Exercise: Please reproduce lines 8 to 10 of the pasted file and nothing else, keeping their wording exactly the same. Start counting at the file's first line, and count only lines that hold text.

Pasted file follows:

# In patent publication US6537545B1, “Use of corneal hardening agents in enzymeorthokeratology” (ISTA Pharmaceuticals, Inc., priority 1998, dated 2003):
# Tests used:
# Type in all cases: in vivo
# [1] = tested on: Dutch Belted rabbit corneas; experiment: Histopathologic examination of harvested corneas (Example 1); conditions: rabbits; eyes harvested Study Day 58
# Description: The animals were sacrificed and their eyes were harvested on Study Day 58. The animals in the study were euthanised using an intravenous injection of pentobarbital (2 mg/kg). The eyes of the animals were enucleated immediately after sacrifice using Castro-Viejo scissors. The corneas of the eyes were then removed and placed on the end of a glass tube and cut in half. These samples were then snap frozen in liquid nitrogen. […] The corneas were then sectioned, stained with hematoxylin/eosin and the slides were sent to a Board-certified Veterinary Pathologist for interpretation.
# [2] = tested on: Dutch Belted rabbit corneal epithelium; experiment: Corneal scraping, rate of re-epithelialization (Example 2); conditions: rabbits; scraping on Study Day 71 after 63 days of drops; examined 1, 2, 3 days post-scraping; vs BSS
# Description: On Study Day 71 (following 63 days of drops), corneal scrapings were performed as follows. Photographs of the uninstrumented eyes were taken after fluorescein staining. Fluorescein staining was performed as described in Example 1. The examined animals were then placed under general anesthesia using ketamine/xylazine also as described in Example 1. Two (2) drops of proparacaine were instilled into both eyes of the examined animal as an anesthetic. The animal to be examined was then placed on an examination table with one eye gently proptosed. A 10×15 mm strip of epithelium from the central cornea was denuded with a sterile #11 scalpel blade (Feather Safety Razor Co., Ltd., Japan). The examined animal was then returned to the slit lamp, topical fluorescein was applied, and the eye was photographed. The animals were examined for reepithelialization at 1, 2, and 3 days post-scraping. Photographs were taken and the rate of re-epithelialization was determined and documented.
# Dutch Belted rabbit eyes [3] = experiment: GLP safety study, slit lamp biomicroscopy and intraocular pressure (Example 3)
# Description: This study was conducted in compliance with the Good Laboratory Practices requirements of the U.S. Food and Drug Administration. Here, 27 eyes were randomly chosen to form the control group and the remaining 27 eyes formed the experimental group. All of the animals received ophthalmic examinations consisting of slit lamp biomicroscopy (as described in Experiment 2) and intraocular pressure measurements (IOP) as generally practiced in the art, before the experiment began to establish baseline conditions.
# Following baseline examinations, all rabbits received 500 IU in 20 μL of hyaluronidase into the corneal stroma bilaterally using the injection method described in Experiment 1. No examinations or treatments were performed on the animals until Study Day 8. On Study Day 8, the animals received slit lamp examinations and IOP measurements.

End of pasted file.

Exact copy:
# Dutch Belted rabbit eyes [3] = experiment: GLP safety study, slit lamp biomicroscopy and intraocular pressure (Example 3)
# Description: This study was conducted in compliance with the Good Laboratory Practices requirements of the U.S. Food and Drug Administration. Here, 27 eyes were randomly chosen to form the control group and the remaining 27 eyes formed the experimental group. All of the animals received ophthalmic examinations consisting of slit lamp biomicroscopy (as described in Experiment 2) and intraocular pressure measurements (IOP) as generally practiced in the art, before the experiment began to establish baseline conditions.
# Following baseline examinations, all rabbits received 500 IU in 20 μL of hyaluronidase into the corneal stroma bilaterally using the injection method described in Experiment 1. No examinations or treatments were performed on the animals until Study Day 8. On Study Day 8, the animals received slit lamp examinations and IOP measurements.